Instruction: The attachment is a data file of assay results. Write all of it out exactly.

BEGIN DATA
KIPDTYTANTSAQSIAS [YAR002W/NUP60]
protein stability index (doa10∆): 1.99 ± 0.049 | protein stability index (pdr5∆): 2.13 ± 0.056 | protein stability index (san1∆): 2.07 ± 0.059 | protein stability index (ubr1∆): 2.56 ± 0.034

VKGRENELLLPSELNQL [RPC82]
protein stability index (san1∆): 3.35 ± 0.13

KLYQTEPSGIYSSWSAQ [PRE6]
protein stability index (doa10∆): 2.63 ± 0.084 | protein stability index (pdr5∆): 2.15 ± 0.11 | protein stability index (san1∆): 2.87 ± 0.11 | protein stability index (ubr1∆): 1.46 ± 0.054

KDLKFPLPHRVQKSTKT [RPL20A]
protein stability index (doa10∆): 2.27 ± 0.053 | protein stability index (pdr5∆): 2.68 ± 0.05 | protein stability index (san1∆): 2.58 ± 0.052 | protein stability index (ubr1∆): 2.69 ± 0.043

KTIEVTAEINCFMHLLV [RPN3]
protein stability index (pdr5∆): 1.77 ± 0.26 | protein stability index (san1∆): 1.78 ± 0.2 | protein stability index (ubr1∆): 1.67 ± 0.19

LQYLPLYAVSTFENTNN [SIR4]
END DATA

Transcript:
KIPDTYTANTSAQSIAS [YAR002W/NUP60]
protein stability index (doa10∆): 1.99 ± 0.049 | protein stability index (pdr5∆): 2.13 ± 0.056 | protein stability index (san1∆): 2.07 ± 0.059 | protein stability index (ubr1∆): 2.56 ± 0.034

VKGRENELLLPSELNQL [RPC82]
protein stability index (san1∆): 3.35 ± 0.13

KLYQTEPSGIYSSWSAQ [PRE6]
protein stability index (doa10∆): 2.63 ± 0.084 | protein stability index (pdr5∆): 2.15 ± 0.11 | protein stability index (san1∆): 2.87 ± 0.11 | protein stability index (ubr1∆): 1.46 ± 0.054

KDLKFPLPHRVQKSTKT [RPL20A]
protein stability index (doa10∆): 2.27 ± 0.053 | protein stability index (pdr5∆): 2.68 ± 0.05 | protein stability index (san1∆): 2.58 ± 0.052 | protein stability index (ubr1∆): 2.69 ± 0.043

KTIEVTAEINCFMHLLV [RPN3]
protein stability index (pdr5∆): 1.77 ± 0.26 | protein stability index (san1∆): 1.78 ± 0.2 | protein stability index (ubr1∆): 1.67 ± 0.19

LQYLPLYAVSTFENTNN [SIR4]